Today’s post has been kindly drafted for us in the offices of De Tullio & Partners, Intellectual Property Attorneys, Bari, Italy.
Managing partner and friend to the Helpdesk Mr Elio De Tullio, together with his associate, Mr Giacomo Bucciarelli, have put down in writing what they have experienced to be the main problems faced by SMEs in the fashion industry, along with their top tips on how to adequately protect and enforce their rights in China.
Fashion and Intellectual Property in China
Monsieur Yves Saint Laurent once said: “Fashions fade, style is eternal”. This is an unquestionable truth, but what paves the way to eternity is certainly Intellectual Property and its protection.
In fact, Intellectual property is the tool best able to evaluate our ability to be creative and innovative. It’s the measure of the possibility to create something unique, which can affect the progress of our future and generate benefits for ourselves, for the people around us – sometimes for all humanity. Innovation, creativity, know-how, research, but also the appearance of the products, as well as the attractive character of the marks, are all key factors that enable companies to be competitive in a highly globalized market, which selects products on the basis of quality.
More and more often, consumers choose a product paying particular attention to its aesthetic aspect, to its design. Also brands and their reputation are attracting consumers, as happens with trademarks such as Valentino, Armani, Versace, Gucci and all other leaders of the Italian fashion industry which, on the basis of the reputation that the respective companies have been able to create and maintain throughout the years, have attained significant portions of the market.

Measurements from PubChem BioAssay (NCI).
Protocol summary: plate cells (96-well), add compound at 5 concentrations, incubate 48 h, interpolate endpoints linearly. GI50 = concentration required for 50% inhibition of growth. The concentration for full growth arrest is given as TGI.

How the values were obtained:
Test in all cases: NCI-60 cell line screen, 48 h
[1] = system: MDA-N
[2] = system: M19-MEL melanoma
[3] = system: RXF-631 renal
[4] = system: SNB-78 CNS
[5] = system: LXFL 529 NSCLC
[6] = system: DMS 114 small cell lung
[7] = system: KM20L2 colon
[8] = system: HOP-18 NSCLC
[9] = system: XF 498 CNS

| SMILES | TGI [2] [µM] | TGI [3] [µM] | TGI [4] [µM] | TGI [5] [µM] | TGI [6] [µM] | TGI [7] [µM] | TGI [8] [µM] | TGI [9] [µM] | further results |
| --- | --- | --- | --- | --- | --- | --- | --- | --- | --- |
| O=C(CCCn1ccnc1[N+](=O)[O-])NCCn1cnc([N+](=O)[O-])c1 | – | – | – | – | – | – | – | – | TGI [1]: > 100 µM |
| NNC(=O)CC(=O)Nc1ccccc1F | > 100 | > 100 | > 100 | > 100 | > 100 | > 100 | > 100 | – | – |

Fashion IP in China: from trademark protection to the fight against counterfeiting.
Speaking of luxury and the fashion industry, several topics may come to the readers’ minds when approaching IP related matters: trademark protection, design patent, copyright and counterfeiting.
With particular reference to trademarks, there are two main factors that often represent an obstacle to foreign Fashion companies deciding to expand their businesses to China. On the one hand, China has a “first to file” trademark jurisdiction. This means that protection is granted to those who first file a trademark. The “first to file” rule has been a huge issue for foreign companies, considering the common practice of local entities who apply for other’s trademarks in China or for similar versions in order to get the “first to file” privilege.
On the other hand, the differences in language are to be considered. In fact, when applying for a trademark in China, the applicant should think about filing also the transliteration of his trademark in Chinese characters, as well as protecting its phonetic translation, or both them.